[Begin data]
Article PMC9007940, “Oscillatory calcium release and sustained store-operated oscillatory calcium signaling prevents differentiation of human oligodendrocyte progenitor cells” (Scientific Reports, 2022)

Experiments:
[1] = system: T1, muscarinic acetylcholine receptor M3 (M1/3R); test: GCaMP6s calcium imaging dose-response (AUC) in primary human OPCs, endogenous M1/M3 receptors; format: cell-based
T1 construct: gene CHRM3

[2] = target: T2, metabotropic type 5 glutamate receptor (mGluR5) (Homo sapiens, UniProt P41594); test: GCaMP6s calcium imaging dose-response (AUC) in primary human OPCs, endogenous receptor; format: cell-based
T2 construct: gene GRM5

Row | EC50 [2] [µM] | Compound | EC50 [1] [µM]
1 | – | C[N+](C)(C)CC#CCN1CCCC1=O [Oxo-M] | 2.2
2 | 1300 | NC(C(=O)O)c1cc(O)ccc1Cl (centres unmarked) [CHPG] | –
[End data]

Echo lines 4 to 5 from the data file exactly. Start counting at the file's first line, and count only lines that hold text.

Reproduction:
T1 construct: gene CHRM3

[2] = target: T2, metabotropic type 5 glutamate receptor (mGluR5) (Homo sapiens, UniProt P41594); test: GCaMP6s calcium imaging dose-response (AUC) in primary human OPCs, endogenous receptor; format: cell-based